Among the points he emphasised was the fact that there was no effective State-controlled pollution monitoring unit, with which a potential polluter could deal. This function, insofar is it exists, now lies with the IIRS, which will do an ad-hoc job when asked. This is not a substitute for a continuous independent monitoring body.

Mr Winchester pointed out that it is relatively inexpensive to build in pollution control at the design stage (eg segregated effluents which can be processed in the ways appropriate to the known contaminants, instead of a mess in a common sewer).

He then went into the economics and technology of water-treatment of crude oil: the sulphur tends to occur in the form of mercaptans, giving an offensive smell. These hydrolyse to H2S, which is then reacted with oxygen giving water and free sulphur. There is a market for this with the acid manufacturers. The process is tricky to control and consumes energy, but it can be done, and some of the cost is recovered with the sale of the sulphur.

Kuwait crude, which contains 4.3% sulphur, can be reduced to the 1% level, but to do so requires expenditure of 11% of the energy contained in the oil. For half the energy expenditure you can get the sulphur down to 2%. If you try to wash out the SO2 from the exhaust gases, you cool them, so that the plume does not rise well from the stack. The overall solution must be a compromise between good stack design and partial extraction of sulphur from the crude.

Noise, due mainly to furnaces and air cooling systems, can be designed out by totally enclosing the noise source and adding appropriate brick walls. (Again, there are no national noise standards, and no independent national or local noise monitoring service).

Mr Winchester called for a new breed, the 'environmental engineer', trained in a broad-based discipline familiar with all aspects of water and air pollution, whether by chemical, biological or physical (eg noise) processes.... The major industrial firms would have to employ such people, if they had to cope with a State monitoring service with teeth.

Plant managers, such as Mr Winchester, clearly want to employ such people.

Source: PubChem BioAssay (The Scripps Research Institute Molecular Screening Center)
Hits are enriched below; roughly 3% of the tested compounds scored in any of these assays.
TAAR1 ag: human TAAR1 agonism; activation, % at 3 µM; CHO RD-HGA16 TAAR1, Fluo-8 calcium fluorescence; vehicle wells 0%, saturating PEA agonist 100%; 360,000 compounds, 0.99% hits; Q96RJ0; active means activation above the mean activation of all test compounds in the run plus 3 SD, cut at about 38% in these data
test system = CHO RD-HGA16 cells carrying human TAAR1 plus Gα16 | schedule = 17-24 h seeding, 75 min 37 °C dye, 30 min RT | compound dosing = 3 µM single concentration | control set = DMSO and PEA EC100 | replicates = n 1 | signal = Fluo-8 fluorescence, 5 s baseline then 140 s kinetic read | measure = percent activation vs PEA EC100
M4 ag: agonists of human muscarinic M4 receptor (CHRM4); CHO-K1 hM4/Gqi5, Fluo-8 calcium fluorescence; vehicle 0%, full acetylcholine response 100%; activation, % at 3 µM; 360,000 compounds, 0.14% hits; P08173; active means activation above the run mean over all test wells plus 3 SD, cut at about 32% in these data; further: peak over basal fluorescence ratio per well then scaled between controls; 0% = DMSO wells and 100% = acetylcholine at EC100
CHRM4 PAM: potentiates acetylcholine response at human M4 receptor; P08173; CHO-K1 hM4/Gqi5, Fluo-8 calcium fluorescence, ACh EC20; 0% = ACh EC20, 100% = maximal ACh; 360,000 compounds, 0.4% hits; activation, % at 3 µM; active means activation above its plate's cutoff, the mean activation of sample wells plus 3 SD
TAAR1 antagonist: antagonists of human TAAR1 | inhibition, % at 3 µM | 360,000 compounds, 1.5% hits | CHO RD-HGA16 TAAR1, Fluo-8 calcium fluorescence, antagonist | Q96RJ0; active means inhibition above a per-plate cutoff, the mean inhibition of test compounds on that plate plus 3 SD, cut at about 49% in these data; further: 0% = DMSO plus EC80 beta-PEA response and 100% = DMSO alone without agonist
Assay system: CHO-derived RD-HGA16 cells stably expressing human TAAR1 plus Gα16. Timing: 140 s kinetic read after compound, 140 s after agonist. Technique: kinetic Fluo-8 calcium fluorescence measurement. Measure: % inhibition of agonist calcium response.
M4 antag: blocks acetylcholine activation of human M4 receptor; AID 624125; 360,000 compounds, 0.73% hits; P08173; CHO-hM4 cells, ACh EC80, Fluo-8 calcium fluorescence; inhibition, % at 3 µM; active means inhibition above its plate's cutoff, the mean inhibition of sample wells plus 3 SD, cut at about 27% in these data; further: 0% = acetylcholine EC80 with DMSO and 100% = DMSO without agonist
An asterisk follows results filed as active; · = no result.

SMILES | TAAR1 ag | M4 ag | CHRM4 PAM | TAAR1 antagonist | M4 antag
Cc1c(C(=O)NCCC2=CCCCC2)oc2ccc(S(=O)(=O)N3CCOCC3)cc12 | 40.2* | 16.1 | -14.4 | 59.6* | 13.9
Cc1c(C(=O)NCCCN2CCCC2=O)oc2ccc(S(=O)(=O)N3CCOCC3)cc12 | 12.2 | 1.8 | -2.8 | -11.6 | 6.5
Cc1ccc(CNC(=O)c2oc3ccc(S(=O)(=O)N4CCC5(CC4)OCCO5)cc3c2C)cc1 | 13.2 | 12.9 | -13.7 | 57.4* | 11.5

Their Boards, however, are unlikely to sanction the spending of money in this direction unless their competitors are in the same position. So it is clearly up to the Government to legislate to introduce a statutory authority, and to the Universities to develop some sort of a masters-degree programme for converting our surplus of physicists, chemists and biologists into environmental engineers.

Most of the opposition to the Dublin Bay refinery proposal(8) (which I am informed is based on a long-term contract option on Algerian oil at 2% sulphur) is based on the lack of such an authority, and on the presumed inability of Dubliners to press the Government politically to legislate for one.

According to the IIRS evaluation of the Dublin Bay project, all the design points mentioned by Mr Winchester are provided for at the start. With 600,000 Dubliners watching, I suggest that we are more likely to get legislation for a pollution monitor service than if the problem is banished to a green-field site, under the control of one of the 'big seven' oil-multinationals.

Mr Winchester analysed the history of the spillage of oil at Whitegate. Some 1500-1700 ships per annum are handled. In the four years 1970-1973 spills occurred on 7,5,4 and 1 occasions. This improving record is a result of a conscious effort to improve the management procedure governing the interaction between two crews, usually having a language barrier between them.

A State monitoring service could facilitate this learning process by being visibly present, and possibly even supplying interpreters, if necessary.

March 20 1974

I listened with pleasure to Dr Kenneth Mellanby, who is head ot the Monks Wood experimental station, Huntingdon, England, addressing the inaugurral meeting of the UCD Biological Society. Dr Mellanby has become known as the 'pesticides man'; he has been influential in achieving what in the UK may by now be regarded as a good standard of conservation in agriculture, after the initial shock of poisonings by dieldrin and other agro-chemicals.

He warned against undue worry about species threatened in a particular place which were thriving elsewhere. This was happening throughout evolutionary time. Some species, such as the fox, were thriving in urban environments, finding more in the dustbins than ever they found in the fields.

He outlined some of the problems associated with the large African predators, and the large wild mammals in general. In the long run, these would be incompatible with agriculture, as were the wolf and the bear in Britain. A managed solution is likely to emerge; domestication of African herbivores was also likely, as these were usually better converters of grass to meat in the African environment than were farm-animals imported from Europe.